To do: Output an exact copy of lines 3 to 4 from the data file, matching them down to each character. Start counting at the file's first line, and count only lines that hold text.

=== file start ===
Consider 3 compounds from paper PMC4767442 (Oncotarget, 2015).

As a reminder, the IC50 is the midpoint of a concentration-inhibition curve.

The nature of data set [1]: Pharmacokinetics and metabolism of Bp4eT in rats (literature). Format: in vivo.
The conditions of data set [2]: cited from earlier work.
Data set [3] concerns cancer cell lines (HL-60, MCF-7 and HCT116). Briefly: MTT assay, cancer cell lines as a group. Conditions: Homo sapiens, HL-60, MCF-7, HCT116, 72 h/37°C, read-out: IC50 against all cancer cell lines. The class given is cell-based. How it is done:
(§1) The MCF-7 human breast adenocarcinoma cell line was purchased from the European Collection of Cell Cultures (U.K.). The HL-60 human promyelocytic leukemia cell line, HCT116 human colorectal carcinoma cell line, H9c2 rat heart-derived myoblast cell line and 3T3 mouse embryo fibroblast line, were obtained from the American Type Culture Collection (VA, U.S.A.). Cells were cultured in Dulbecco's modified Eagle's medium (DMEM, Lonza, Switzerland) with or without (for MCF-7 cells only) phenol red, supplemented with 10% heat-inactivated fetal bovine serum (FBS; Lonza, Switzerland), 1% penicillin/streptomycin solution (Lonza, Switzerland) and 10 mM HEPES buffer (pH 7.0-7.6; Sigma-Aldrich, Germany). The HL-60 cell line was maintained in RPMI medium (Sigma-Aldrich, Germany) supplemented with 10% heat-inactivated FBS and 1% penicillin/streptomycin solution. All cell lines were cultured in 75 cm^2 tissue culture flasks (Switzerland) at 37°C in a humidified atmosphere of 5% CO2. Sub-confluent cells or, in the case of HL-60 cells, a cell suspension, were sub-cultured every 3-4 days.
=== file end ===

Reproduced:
The nature of data set [1]: Pharmacokinetics and metabolism of Bp4eT in rats (literature). Format: in vivo.
The conditions of data set [2]: cited from earlier work.